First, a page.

The downside is that they are usually smaller than an Absorber fridge.
An oven work’s off gas but they can be slow to cook food and do take valuable room in some layouts where an extra cupboard may be more useful.
Top Guide to Buying a Motorhome – Buying at a Show
Some tips for buying a motorhome at a show.
- We pick up a show guide on arrival and go to the area that best suits us.
- These shows can be huge and it’s easy to end up in the wrong hall.
- Sometimes, we like to have more than one day at a show to absorb everything.
- Taking time to look at everything that’s on our shortlist.
- If we haven’t done a shortlist we start doing one and use the show as homework.
- Look and look again, we don’t feel pressurised and certainly don’t feel as if we’re wasting the sales persons time.
- It’s good to take a coffee break, pause and re-think.
- Reading again any checklist of requirements, checking we haven’t forgotten a vital point.
Sales staff are there to sell and may not be motorhomer’s
- We ask lots of questions and if the sales team don’t know the answer or if we are in doubt of the reply, we ask again or ask them to find out for us.
- Lead times on delivery are important, adding time on from what we’ve been told, as manufacturers can go over.
- Browsing at our leisure. If we don’t want to be pestered we just blend in with the crowds until we’re ready to make contact.
- Sales staff are there to sell, we’re a little cautious on them being experts on all the vans they are selling or the wider industry! They may also be from dealerships across the country and just on a particular stand for the show.
- The actual manufacturer may have staff present, so may be from Europe, for example, especially if it’s a non-UK manufacturer. This can be very useful as they tend to be very knowledgable about their own product.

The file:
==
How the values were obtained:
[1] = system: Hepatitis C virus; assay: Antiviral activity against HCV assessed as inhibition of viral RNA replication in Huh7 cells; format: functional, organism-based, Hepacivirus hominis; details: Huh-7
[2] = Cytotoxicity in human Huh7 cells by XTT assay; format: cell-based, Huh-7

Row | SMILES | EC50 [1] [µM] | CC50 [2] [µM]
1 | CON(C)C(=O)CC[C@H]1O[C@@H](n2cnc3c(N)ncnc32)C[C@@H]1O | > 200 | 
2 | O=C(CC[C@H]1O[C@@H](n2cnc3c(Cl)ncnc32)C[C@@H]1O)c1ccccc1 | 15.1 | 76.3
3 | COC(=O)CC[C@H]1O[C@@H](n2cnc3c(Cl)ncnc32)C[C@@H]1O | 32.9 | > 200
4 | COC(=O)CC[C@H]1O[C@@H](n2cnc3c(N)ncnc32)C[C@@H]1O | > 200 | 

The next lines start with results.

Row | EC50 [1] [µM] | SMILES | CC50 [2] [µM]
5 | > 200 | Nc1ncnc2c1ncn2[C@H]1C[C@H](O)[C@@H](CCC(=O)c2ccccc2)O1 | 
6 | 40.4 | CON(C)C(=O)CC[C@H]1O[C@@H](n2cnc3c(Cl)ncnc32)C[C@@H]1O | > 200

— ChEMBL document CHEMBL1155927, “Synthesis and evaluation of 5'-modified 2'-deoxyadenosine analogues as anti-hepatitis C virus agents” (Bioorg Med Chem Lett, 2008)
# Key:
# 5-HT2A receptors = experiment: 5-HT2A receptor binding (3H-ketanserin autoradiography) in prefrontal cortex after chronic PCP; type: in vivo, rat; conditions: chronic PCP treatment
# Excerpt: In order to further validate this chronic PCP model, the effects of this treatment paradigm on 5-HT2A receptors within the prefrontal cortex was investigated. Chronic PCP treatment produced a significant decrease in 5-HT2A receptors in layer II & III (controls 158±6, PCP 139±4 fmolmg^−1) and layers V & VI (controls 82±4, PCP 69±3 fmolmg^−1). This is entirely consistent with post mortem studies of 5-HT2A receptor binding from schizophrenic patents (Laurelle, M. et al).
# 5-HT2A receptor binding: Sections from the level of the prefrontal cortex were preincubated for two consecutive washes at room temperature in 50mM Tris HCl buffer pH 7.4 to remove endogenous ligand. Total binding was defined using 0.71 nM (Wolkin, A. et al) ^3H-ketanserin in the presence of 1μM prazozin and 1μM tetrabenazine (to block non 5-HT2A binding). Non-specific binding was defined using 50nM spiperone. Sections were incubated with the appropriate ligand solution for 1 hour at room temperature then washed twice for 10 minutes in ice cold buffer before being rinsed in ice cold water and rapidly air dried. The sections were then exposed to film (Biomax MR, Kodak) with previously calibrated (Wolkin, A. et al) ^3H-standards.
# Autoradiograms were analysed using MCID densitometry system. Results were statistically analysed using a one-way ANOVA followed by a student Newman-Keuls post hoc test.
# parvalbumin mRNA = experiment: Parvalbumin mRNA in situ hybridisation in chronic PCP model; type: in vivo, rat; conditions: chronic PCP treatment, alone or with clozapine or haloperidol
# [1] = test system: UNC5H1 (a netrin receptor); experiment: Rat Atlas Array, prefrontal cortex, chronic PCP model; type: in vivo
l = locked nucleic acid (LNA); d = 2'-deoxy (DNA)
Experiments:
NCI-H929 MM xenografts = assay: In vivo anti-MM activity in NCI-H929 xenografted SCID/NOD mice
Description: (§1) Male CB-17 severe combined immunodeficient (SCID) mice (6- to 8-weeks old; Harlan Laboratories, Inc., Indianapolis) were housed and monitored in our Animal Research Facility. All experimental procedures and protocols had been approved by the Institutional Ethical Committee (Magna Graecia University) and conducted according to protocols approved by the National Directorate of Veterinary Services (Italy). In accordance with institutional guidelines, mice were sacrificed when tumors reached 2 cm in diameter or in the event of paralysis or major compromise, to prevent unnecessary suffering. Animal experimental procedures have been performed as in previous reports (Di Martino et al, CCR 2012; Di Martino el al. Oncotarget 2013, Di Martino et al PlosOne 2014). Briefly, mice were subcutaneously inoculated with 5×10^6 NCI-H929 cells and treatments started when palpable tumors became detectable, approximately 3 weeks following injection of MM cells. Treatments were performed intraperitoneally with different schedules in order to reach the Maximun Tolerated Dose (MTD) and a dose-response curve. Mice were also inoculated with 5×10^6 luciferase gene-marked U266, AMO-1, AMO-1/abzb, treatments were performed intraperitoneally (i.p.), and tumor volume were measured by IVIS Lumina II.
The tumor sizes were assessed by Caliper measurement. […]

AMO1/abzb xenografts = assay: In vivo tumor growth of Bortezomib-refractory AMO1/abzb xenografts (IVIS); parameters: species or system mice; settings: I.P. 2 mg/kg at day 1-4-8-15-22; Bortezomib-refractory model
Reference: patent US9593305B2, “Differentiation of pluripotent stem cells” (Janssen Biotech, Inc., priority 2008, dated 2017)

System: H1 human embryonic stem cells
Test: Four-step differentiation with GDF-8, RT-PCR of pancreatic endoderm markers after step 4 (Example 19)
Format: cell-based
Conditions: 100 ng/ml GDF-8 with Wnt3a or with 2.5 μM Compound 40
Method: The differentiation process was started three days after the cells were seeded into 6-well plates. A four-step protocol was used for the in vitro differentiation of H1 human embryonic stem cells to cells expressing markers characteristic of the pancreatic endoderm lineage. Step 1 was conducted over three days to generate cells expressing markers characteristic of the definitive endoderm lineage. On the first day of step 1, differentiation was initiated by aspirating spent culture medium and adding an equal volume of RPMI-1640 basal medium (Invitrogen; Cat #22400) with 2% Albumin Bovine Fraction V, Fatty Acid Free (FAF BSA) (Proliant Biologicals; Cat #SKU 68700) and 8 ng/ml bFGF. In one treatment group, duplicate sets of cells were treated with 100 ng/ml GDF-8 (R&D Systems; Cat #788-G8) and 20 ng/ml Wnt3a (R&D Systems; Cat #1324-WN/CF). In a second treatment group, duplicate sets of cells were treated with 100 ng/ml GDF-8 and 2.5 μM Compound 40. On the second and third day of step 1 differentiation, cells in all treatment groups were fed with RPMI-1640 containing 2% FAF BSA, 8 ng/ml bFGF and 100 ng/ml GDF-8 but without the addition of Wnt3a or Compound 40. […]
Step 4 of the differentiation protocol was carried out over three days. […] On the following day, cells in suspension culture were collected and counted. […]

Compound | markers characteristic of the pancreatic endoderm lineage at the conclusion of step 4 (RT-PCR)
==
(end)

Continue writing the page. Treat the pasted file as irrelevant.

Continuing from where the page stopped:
Show offers – Top Guide to buying a motorhome
- Show offers are usually pretty good and are there to tempt people into buying during the show itself. They probably won’t be available once the dealers go back to their dealerships. However, we don’t rush into a decision just because we’ll get a TV and an an awning thrown in! Instead we ask if they’ll keep an offer available for us post show and if so for how long.
- We ask exactly what’s standard, the show model may be full of extra’s and £’s over the basic van.
- We’re not afraid to haggle, at least we know we’ve tried even if it doesn’t work!
- We carefully look at build quality both exterior and interior of fitments, furniture, everywhere!
- When choosing colour schemes, think practically, is that light cream seating practical, is it a colour that we really like and can live with?
- If we’re ready to do that deal, we just check on where the dealer is located, are we prepared to collect from anywhere in the country or do we have a maximum distance in mind.
- Finally, if there isn’t the right van at the right price for us, we’re prepared to walk away, thinking of it as a homework exercise in preparation for next time or for when we’re ready.
Top guide to buying a motorhome at a show
Finally, we wish you lots of luck with your search, we hope you enjoy motorhome adventure travel as much as we do! Last but not least, our guide is our own experiences – always check out and research the best motorhome or campervan design, layout and fitments for you!
After all it’s a personnel choice and only you know what you really need!
Thanks for reading “Our Top Guide to Buying a Motorhome!